How to stay asleep: During lighter sleep, you’re more apt to wake up from environmental factors like noise from a passing truck or your bedroom being too hot or stuffy. Ideally, your bedroom should be dark, comfortably cool, and quiet. Consider using earplugs or an eye mask to block out unwelcome noise and light or cracking the window to let in some cooler air.
Interestingly, says Breus, between 2 and 3 a.m. is when your core body temperature, which is determined by your circadian rhythm, stops dropping and starts rising back up, which also puts you in a slightly lighter phase of sleep. “If your environment is too warm, if it’s not nice and cold, you’re almost assured to wake up,” Breus says.
Reason #3: You’re anxious or stressed.
Stress may be something thing to consider if your 3 a.m. awakenings are a fairly recent phenomenon. If there’s something in your life causing anxiety or worry (like, oh, I don’t know, a global pandemic?), or uncertainty surrounding your job, relationships, health, or finances, that could very well be a cause.
Cortisol, which is best known as the body’s “stress hormone,” also plays a pivotal role in managing our sleep “architecture.” Studies of our circadian rhythm—your 24-hour body clock—have shown that cortisol levels naturally begin to increase between 2 and 3 a.m. If you’re already stressed or anxious, and your cortisol levels are naturally rising, it’s not surprising that your eyes would pop open at this hour. When your body’s sympathetic nervous symptom kicks into gear, the increase in heart rate and blood pressure also may make it harder to fall back asleep.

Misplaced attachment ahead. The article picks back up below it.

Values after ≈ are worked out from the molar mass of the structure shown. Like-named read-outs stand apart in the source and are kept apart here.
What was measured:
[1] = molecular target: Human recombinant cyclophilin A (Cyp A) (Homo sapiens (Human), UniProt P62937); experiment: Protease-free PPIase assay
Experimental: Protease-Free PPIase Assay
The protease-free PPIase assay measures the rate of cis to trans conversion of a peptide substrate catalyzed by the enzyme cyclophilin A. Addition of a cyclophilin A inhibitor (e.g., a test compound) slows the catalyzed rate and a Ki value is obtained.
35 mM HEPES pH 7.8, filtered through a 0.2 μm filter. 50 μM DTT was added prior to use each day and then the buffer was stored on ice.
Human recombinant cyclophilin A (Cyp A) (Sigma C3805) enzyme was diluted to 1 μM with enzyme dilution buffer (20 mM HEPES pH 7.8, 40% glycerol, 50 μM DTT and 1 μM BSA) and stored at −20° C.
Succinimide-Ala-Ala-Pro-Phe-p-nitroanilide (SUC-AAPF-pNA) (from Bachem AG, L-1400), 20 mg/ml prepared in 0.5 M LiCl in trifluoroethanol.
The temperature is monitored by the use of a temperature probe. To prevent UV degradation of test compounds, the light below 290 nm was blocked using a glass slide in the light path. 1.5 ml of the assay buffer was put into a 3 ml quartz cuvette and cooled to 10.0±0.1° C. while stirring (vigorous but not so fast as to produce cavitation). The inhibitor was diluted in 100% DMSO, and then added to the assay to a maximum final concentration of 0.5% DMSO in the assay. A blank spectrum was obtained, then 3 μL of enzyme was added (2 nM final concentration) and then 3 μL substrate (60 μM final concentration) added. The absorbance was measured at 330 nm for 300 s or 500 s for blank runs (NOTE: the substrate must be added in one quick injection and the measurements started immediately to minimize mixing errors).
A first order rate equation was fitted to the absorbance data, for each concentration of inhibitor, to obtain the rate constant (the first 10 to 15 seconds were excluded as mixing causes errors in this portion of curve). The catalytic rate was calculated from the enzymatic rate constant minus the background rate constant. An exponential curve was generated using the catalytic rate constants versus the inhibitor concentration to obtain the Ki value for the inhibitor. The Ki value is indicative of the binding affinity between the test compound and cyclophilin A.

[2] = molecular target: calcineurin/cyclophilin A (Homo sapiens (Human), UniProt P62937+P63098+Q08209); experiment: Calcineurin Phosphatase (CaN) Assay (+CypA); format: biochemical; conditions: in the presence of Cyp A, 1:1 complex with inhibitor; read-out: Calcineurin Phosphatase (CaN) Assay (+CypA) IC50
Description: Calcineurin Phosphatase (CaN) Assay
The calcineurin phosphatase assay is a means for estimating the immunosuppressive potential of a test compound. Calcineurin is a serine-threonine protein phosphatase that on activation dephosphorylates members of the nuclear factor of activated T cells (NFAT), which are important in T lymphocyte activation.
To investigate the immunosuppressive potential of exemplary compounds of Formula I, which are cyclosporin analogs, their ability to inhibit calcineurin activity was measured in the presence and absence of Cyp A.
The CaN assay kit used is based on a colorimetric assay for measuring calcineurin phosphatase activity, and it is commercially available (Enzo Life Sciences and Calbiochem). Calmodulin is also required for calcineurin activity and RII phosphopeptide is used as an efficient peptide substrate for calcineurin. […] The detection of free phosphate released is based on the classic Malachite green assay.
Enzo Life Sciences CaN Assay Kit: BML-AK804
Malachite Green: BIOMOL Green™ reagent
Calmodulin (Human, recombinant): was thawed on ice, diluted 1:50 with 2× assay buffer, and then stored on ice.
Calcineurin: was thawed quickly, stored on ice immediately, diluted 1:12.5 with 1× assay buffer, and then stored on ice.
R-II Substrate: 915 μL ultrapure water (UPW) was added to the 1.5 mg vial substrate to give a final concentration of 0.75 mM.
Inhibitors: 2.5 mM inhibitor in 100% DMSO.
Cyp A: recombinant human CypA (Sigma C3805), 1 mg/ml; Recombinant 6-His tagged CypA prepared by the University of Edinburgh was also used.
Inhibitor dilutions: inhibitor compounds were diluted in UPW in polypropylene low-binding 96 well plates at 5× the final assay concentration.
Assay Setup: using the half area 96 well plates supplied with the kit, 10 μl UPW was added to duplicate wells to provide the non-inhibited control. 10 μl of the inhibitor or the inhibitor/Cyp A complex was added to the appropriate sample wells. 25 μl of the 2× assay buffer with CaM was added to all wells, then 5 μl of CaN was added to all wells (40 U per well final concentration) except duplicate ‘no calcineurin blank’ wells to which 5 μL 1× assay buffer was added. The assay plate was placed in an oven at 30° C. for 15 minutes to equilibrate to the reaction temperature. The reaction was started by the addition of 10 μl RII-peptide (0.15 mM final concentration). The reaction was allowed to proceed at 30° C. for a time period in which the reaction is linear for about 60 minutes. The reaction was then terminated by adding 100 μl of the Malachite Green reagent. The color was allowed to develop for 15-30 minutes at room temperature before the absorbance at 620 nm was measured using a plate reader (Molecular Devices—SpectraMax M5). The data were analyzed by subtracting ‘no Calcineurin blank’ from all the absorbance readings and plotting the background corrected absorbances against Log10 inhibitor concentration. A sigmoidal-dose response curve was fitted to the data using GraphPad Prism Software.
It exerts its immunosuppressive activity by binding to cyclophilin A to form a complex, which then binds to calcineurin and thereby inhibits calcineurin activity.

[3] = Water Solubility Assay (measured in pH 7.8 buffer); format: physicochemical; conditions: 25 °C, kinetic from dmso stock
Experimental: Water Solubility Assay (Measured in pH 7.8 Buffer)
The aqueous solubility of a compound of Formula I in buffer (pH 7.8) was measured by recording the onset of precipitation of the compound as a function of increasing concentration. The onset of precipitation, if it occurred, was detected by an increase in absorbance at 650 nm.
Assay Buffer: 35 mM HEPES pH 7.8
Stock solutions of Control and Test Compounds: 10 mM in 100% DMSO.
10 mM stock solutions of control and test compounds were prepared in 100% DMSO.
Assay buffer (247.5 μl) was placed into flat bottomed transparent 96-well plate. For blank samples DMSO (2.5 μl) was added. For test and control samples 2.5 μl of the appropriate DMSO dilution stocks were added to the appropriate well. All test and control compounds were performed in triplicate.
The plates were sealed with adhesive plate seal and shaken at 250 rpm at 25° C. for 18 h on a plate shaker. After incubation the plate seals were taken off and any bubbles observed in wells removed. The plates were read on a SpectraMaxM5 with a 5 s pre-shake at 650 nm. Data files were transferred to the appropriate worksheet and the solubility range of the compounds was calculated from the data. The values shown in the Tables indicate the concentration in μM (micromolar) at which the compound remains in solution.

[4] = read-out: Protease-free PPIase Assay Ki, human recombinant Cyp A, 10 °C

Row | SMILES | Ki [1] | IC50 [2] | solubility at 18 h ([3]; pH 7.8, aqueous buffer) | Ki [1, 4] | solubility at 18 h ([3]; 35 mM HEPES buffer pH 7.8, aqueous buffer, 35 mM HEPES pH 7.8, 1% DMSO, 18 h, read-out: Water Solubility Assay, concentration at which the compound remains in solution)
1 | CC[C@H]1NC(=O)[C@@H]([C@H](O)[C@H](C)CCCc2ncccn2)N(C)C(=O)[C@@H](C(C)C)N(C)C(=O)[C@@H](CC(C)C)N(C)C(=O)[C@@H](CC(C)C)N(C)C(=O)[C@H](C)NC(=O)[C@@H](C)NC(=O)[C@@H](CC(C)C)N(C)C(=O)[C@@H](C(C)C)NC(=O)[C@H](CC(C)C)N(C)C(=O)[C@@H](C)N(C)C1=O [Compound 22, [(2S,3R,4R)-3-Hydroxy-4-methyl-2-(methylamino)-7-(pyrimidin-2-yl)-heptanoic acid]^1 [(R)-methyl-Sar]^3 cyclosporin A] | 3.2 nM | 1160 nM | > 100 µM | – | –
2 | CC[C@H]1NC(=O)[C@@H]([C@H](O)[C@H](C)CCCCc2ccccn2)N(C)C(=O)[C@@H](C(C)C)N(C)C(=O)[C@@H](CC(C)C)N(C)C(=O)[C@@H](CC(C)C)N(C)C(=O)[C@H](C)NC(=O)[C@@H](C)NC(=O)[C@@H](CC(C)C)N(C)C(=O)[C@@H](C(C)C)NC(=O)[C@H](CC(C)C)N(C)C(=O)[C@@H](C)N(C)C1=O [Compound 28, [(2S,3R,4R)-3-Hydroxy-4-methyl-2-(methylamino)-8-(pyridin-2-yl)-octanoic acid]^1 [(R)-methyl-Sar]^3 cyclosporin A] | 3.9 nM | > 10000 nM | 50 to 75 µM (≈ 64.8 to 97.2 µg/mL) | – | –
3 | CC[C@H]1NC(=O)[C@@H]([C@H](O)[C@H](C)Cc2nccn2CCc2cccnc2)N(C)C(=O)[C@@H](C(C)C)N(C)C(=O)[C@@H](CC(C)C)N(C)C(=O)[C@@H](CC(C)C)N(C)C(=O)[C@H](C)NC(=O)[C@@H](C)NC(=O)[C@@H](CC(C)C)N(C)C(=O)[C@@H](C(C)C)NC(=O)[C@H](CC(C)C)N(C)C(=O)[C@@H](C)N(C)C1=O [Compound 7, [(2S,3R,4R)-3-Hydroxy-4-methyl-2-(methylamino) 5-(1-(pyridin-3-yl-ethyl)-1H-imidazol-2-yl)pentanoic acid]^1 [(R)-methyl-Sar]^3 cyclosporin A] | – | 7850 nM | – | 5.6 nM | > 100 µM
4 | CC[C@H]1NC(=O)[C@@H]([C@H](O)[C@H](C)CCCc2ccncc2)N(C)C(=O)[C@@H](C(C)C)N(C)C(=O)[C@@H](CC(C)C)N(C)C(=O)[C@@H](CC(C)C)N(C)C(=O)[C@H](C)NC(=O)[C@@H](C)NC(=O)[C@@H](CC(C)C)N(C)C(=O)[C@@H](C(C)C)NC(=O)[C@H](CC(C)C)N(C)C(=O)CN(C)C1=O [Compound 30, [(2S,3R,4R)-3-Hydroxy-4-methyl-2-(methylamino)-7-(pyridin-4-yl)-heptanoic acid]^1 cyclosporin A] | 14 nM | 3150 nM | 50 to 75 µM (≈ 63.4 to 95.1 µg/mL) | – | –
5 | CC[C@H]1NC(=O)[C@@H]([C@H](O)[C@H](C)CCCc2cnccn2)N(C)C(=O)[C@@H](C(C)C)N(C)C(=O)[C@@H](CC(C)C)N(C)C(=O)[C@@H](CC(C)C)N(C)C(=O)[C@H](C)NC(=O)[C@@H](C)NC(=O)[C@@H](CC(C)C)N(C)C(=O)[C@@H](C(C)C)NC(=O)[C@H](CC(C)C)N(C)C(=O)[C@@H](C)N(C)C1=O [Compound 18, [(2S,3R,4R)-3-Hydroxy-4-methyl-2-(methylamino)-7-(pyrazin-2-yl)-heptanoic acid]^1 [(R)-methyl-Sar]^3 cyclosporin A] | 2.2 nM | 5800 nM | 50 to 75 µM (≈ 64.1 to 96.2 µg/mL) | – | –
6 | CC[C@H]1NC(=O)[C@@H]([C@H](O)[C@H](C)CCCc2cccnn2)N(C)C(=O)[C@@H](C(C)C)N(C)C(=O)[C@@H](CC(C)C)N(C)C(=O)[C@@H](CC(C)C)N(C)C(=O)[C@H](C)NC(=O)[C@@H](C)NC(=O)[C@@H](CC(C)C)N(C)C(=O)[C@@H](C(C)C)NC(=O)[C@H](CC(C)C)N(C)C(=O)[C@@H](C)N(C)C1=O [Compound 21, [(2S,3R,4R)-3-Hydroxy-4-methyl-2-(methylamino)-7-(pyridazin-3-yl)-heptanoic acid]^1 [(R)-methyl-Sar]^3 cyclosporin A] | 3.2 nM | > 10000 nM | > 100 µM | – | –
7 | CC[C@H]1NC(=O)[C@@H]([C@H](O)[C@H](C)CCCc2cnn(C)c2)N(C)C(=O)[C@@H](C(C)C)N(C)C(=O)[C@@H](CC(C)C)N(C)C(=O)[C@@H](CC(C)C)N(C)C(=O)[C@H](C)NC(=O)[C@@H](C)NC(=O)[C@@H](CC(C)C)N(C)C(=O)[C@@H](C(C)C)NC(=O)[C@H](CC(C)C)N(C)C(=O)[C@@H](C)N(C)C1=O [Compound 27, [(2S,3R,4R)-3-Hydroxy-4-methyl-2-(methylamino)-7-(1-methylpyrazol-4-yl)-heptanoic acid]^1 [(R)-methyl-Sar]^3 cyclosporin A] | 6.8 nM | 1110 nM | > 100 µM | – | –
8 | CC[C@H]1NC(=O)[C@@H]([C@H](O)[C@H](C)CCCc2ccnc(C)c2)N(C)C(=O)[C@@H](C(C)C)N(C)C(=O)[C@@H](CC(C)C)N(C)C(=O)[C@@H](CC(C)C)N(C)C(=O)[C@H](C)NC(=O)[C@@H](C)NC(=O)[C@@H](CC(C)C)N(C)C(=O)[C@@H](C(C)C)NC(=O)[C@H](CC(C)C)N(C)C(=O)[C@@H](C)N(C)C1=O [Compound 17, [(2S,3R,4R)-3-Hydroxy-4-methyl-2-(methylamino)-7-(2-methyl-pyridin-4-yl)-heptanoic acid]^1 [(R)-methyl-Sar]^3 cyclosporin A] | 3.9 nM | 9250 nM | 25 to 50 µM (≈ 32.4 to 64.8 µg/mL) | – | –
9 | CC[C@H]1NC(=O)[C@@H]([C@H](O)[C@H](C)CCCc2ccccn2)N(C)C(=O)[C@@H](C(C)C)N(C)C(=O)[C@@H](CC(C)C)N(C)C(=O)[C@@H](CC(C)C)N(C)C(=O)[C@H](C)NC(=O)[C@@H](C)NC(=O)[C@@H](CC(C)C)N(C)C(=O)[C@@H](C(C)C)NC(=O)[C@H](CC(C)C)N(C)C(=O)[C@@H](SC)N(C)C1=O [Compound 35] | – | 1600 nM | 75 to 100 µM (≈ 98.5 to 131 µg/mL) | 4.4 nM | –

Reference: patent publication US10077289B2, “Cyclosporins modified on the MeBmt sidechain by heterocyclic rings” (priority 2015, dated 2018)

How to stay asleep: The key to falling back asleep when you keep waking up during the night is encouraging a transition from a state of anxiety or frustration to relaxation. The calmer you are, the quicker you’ll fall back asleep. Relaxation techniques, like deep breathing, and proper sleep hygiene can help you quiet your mind and fall back asleep.
Reason #4: You’re experiencing age-related sleep issues.
Aging influences our sleep cycles. As we get older, we spend less time in deep sleep, so we’re more prone to awakenings from things like noise and light. In addition, our sleep-wake times may also shift: Typically, as we get older, we go to bed and wake up earlier than we did in our younger years. We may also develop a medical condition that impacts our sleep or take medications that alter our sleeping patterns.
How to stay asleep: Discuss any significant sleep changes with your doctor, especially insomnia or odd sleep awakenings, to rule out medical issues like sleep apnea, menopause-related hot flashes, diabetes, or thyroid dysfunction, which can cause nighttime awakenings.
When Waking Up at Night Becomes an Issue
Waking up during the night is usually harmless — as long as you’re able to easily doze off again. And of course, for whatever reason, we all have stretches where our sleep is troubled or restless.
That said, persistent sleep difficulties — which include difficulty falling asleep, difficulty staying asleep, and poor sleep quality — that occur at least three nights a week for three months or more and interfere with your daily activities, can be defined as chronic insomnia, a medically diagnosable sleep disorder.
If this sounds like you, it’s important to talk to your doctor, who may run some lab tests or suggest a sleep study to find out what’s going on. Although there isn’t a one-size-fits-all approach to better sleep, preparing yourself for good, quality sleep with a set of healthy habits called sleep hygiene, and even eating foods during the day that are shown to calm the nervous system, will set the stage for a more restful night and help you sleep more soundly.